If you’re worried this all sounds a tad too dark and heady, fear not. The Russo brothers know that brooding is for Batman and that Marvel Studios have earned their success by being fun. The Winter Soldier is closer in tone to The Avengers (or Joss Whedon in general) than any of the other solo films, with the Russos drawing from their tenure on Community to expertly tune the humour and bouncy dialogue of the script. It’s a levity that proves crucial for humanising the potentially stoic cast of spies and superheroes.
Just because they come from TV doesn’t mean the Russo brothers can’t bring the boom. The Winter Soldier is a master class on superhero action; not only are its set-pieces tense and exciting, but the Russos look at what’s special about these icons to ensure they not only kick ass (and they certainly do), but the way in which ass is kicked is interesting and unique for each and every character. Black Widow, for instance, bounces around like a ninja and uses the terrain to her advantage, while Cap’s strength and speed see him lay waste to enemy soldiers with explosive power and military precision (and the way he uses his shield in this movie–so damn awesome). Hell, they even made Batroc the freaking Leaper look cool for a moment there with all his spinning savate kicks.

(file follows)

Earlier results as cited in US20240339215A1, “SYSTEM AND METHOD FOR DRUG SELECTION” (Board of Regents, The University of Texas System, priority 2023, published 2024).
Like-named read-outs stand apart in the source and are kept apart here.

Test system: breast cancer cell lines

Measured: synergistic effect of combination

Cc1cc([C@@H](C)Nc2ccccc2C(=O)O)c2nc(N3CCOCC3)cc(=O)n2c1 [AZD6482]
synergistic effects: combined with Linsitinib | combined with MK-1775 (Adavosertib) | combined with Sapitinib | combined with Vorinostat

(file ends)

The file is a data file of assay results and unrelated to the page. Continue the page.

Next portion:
One of the coolest things about the movie is how central it makes Cap to the greater universe. The history of S.H.I.E.L.D., and some big new threats, all pour out of Cap’s war with Hydra in Captain America: The First Avenger. To a certain point, the film fails to capitalise on the sense of history between characters and within the world inherent to the comics. What they capture so perfectly though, is the idea that Cap is a symbol to rally behind and a wakeup call to the modern world. Both the concept of the character and his role in this film could easily be too cheesy to bear, but Chris Evans is just so damn earnest and lovable you can’t help but buy into his wide-eyed worldview.